CYSS employees honored for hard work, dedication to Fort Drum community
June 19, 2014
FORT DRUM, N.Y. -- For the past 18 months, Child, Youth and School Services programs across the Army have been scrutinized and audited to ensure all standard operating procedures and regulations are being followed.
Five Fort Drum CYSS employees were recognized during a brief ceremony June 10 at Hays Hall.
Col. Gary A. Rosenberg, Fort Drum garrison commander, presented awards and praised the employees for their hard work during a stressful time for CYSS programs.
"They make my life easier because of what they do," he said. "About 18 months ago, the Child, Youth and School Services world collapsed. We had a big incident at another post, and it created a lot of problems that reverberated throughout all of the Department of Defense -- it was bigger than the Army."
The incident involved a CYSS program at another installation that failed to complete the proper background checks for its employees.
The Army Inspector General and Army Audit Agency inspected files, and CYSS staff members were tasked with rewriting standard operating procedures. In addition, the team reviewed a huge employee database to ensure that the information it contained -- more than 30,000 cells -- was 100-percent accurate.
Rosenberg and Command Sgt. Maj. Thomas W. Geddings, garrison senior enlisted adviser, presented the Commander's Award for Civilian Service to Petra Carter, senior program administrative assistant; Tamra Demo, lead trainer; and Claudia Whitmire, outreach administrator.
Becky Morgia, CYSS program operations specialist, received the Superior Civilian Service Award signed by Davis D. Tindoll, U.S. Army Installation Management Command Atlantic Region director. Karin Sikirica, CYSS director, received the Meritorious Civilian Service Award signed by Lt. Gen. Michael Ferriter, former IMCOM commander.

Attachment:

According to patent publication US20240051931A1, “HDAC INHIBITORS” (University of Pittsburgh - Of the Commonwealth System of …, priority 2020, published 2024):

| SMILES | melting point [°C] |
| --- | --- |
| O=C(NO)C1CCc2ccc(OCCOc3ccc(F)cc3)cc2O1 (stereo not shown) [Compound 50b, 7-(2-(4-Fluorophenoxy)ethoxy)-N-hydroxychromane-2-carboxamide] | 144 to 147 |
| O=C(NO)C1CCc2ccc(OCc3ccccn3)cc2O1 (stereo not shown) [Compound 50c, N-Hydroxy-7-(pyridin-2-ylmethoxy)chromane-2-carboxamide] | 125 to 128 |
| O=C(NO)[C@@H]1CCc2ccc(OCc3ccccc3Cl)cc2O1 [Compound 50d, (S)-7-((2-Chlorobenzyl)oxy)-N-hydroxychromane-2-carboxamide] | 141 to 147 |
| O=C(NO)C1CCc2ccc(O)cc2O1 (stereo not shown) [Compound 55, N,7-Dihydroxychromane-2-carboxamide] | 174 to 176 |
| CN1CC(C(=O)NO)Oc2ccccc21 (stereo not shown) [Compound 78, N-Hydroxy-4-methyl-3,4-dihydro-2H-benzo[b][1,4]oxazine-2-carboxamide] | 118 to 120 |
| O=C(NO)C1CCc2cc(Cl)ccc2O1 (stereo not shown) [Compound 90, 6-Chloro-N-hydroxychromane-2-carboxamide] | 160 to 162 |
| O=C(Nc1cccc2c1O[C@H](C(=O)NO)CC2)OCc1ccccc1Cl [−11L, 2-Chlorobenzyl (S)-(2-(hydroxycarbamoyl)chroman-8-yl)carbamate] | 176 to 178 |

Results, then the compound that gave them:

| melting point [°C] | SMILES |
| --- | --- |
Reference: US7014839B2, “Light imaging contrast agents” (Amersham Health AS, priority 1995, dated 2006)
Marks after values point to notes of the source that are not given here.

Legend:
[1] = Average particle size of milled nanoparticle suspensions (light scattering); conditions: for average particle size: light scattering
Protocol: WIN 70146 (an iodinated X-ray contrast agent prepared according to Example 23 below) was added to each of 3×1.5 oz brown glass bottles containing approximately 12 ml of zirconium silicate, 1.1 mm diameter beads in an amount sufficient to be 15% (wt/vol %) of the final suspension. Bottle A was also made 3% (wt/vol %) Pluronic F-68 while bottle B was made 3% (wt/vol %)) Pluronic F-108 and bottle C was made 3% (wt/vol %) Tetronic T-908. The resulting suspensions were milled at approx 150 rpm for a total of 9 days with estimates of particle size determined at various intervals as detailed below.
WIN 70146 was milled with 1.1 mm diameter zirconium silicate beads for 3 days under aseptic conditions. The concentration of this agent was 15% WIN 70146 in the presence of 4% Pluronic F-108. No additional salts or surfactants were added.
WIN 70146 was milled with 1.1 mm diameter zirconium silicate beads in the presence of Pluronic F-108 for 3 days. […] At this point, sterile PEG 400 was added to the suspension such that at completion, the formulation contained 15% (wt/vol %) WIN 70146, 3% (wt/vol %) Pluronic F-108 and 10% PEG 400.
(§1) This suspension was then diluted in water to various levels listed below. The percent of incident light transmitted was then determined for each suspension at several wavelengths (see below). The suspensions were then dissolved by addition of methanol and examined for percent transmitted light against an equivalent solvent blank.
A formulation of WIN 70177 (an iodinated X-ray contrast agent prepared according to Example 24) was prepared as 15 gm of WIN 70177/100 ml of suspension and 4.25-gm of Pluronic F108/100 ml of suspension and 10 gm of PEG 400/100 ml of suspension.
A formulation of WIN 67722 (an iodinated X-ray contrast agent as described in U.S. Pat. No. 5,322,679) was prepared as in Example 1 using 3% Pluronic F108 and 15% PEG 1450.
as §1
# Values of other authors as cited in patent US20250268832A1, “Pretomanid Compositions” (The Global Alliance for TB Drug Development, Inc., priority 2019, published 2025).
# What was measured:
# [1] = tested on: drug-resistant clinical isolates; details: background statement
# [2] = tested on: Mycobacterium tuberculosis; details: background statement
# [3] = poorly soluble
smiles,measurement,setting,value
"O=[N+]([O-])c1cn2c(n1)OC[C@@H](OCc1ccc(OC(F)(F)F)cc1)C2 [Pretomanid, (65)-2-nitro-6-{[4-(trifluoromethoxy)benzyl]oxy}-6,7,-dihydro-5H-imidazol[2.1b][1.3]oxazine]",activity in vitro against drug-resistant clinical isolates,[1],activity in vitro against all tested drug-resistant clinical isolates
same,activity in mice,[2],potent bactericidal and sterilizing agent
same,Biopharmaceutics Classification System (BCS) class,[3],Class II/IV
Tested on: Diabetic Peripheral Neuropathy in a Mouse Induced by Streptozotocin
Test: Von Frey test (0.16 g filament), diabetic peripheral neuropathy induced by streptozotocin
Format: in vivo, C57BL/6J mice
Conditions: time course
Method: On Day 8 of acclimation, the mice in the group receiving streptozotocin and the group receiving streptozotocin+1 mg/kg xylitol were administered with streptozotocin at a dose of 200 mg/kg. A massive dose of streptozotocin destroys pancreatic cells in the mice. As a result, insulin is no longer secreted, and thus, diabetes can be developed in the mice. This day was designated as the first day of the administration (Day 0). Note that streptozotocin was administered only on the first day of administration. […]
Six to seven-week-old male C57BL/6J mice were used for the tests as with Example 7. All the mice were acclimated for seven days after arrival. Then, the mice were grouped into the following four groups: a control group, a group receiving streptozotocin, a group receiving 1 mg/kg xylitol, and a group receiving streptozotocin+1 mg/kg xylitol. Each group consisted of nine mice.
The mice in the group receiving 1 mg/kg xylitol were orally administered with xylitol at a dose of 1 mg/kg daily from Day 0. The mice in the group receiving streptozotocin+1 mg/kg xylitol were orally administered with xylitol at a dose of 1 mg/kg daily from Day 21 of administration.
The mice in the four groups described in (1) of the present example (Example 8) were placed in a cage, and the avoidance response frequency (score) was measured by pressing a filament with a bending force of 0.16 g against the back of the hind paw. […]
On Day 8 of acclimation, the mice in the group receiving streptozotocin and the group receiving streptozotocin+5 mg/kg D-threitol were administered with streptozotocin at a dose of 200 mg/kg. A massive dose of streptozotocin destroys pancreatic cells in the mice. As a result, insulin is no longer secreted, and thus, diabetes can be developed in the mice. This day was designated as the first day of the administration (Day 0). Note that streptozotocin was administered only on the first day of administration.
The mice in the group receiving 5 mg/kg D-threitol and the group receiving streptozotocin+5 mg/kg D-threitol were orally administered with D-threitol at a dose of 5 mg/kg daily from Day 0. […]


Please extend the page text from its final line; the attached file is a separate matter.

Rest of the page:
"I couldn't have achieved this without my team, without the support of my family and without the support of my chain of command -- Mr. Hal Greer and Col. Rosenberg," Sikirica said. "They believe in us and they trust us. My team -- not just these ladies -- but the whole CYSS team stuck with us through all of this -- thick and thin."
Rosenberg continued speaking praises about the employees' attention to detail and the long hours they worked.
"They went line by line checking and changing information," he said. "During the last 18 months, we never once had a significant issue. That doesn't mean we were perfect, but we didn't have anyone working here who shouldn't have been. If someone did something they weren't supposed to do, they were held accountable."
That type of process doesn't happen overnight, he added. The employees being recognized had been making, setting and enforcing standards for years before the incident occurred.
"They've been doing this way longer than I've been here," Rosenberg said. "In the last 18 months or so, we've had three centers accredited -- a significant achievement -- all while this was going on. These ladies not only enforce the standard, they set the standard from beginning to end. They do a wonderful job.
"Thank you all for what you do for us," he added. "It's you guys who I lean on and trust."